Trapped in an isolated gas station by a voracious Splinter parasite that transforms its still living victims into deadly hosts, a young couple and an escaped convict must find a way to work together to survive this primal terror.
Lankester Merrin is a archaeologist by profession but an ordained Roman Catholic priest who has lost his faith and abandoned his vocation. He is haunted by what he was forced to do in his native Holland during World War II. The church he's excavated in Northern Kenyan dates to the Byzantine period but this puts its construction hundreds of years before Christianity was introduced to the area. the church was buried to the rooftop in sand and as its structure is exposed, a madness slowly descends on the camp. the local tribesmen are prepared to go to war and demand that the church be buried. Soon, two British soldiers are found dead and their commanding officer, Major Granville, shoots a innocent civilian in cold blood. As fear descends upon everyone in the camp, it becomes apparent that a young disabled boy, Cheche, is possessed by the devil forcing Merrin to re-examine his own beliefs. Written by
Billy Crawford was called for an audition when a casting staff saw the cover of his album "Ride" where he was portrayed in demonic fashion, wearing a hood with eyes resembling the demon. See more »
The uniforms worn by the British major and the other Imperial troops are from the wrong period. They are uniforms that were worn up until the Second World War, and NOT after, as shown in the movie. See more »
I am Obersturmfuhrer Ralph Kessel from the S.S., and this is one of my men. We found him in a ditch with a kitchen knife in his back, murdered by one of you. You see the German army retreating, and it makes you feel hope. It should not. So, who is responsible for this?
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At the extreme end of the end credits, after the last production company logo has faded out and the screen is entirely black, a demon voice grumbles "I am perfection". See more »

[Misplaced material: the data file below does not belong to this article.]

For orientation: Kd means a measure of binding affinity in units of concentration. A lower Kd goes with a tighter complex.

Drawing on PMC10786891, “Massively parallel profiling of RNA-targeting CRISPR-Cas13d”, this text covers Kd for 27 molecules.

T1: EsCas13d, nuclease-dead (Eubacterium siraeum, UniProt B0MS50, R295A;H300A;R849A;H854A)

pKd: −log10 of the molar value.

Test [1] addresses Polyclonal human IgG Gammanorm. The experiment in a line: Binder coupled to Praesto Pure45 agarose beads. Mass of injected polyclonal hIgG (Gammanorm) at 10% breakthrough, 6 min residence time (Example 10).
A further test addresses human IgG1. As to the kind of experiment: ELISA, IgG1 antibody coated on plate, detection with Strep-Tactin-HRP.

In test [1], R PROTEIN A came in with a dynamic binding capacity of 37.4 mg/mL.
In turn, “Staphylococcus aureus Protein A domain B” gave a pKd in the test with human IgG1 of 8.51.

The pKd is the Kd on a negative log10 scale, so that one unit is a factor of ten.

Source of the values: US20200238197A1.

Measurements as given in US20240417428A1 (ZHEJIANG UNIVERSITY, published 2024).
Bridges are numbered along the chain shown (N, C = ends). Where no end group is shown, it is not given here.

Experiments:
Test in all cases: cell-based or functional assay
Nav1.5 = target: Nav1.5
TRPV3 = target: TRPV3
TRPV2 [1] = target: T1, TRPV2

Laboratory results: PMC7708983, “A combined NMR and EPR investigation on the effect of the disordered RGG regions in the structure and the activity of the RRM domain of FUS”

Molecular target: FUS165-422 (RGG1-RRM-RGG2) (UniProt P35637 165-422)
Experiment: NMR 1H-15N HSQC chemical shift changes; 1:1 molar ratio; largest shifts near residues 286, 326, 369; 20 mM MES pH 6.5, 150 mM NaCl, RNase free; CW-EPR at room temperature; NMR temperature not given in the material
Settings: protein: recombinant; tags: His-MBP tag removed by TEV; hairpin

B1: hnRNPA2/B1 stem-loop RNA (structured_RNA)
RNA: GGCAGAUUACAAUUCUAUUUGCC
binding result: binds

by Todd Smith, Jason Stepp, Michael Oliver, Jeff Siegel p/k/a Dog Fashion Disco
Published by Hug the Retard, LLC
Performed by Todd Smith, Jasan Stepp
Michael Oliver, Jeff Siegel p/k/a/ Dog Fashion Disco
Courtesy of Artemis Records See more »
Dominion is a genuinely interesting and ambitious film that doesn't quite make it despite being superior to Harlin's enjoyably unambitious schlocky remake. More a drama about faith than a horror film, it's not even remotely chilling and in the hands of the director of the awful Cat People remake it's attempts to throw in a few shocks (or "trying to make the cow look like a horse" as he puts it on his heavily vetted audio commentary) simply don't work any more than the crude dream imagery straight out of a 40s noir he's just not interested in that sort of thing. He's much better at more human acts of violence: the suicide scene is a vast improvement on the terrible version in Harlin's film without the unnecessary supernatural trappings, while a pair of apparently arbitrary murders are all the more jolting for their human origin and the rationale behind them. For all its failings, the film is far from unsalvageable, and the decision to junk it and completely reshoot it with a new script, director and, in many cases, supporting cast seems a major over-reaction.